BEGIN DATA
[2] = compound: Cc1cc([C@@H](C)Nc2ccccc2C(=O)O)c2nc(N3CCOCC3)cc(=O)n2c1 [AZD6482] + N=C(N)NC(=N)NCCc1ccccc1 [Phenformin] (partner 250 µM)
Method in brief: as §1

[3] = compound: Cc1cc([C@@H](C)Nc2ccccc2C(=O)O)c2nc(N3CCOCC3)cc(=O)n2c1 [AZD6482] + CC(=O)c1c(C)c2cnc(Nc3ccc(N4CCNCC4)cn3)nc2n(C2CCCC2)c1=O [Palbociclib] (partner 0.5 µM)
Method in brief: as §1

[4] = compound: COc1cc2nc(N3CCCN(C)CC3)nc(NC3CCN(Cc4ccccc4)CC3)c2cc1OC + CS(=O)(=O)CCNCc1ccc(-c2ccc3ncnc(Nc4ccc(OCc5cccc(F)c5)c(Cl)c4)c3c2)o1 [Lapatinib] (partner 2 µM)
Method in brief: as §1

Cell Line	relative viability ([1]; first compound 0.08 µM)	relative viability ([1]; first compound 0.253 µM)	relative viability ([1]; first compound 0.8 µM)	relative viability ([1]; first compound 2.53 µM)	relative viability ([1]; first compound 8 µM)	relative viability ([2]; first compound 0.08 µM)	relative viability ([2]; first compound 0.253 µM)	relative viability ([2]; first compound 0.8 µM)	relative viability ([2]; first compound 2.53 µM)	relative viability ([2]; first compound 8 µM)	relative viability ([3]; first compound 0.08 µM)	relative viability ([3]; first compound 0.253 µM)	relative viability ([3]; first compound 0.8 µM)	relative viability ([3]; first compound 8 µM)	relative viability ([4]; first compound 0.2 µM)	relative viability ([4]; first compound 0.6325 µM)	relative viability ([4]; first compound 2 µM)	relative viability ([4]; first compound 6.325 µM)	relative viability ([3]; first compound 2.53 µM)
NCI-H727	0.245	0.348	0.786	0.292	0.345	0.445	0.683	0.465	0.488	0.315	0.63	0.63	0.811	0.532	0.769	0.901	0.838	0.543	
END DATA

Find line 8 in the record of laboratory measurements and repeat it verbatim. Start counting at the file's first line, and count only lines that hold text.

NCI-H727	0.245	0.348	0.786	0.292	0.345	0.445	0.683	0.465	0.488	0.315	0.63	0.63	0.811	0.532	0.769	0.901	0.838	0.543	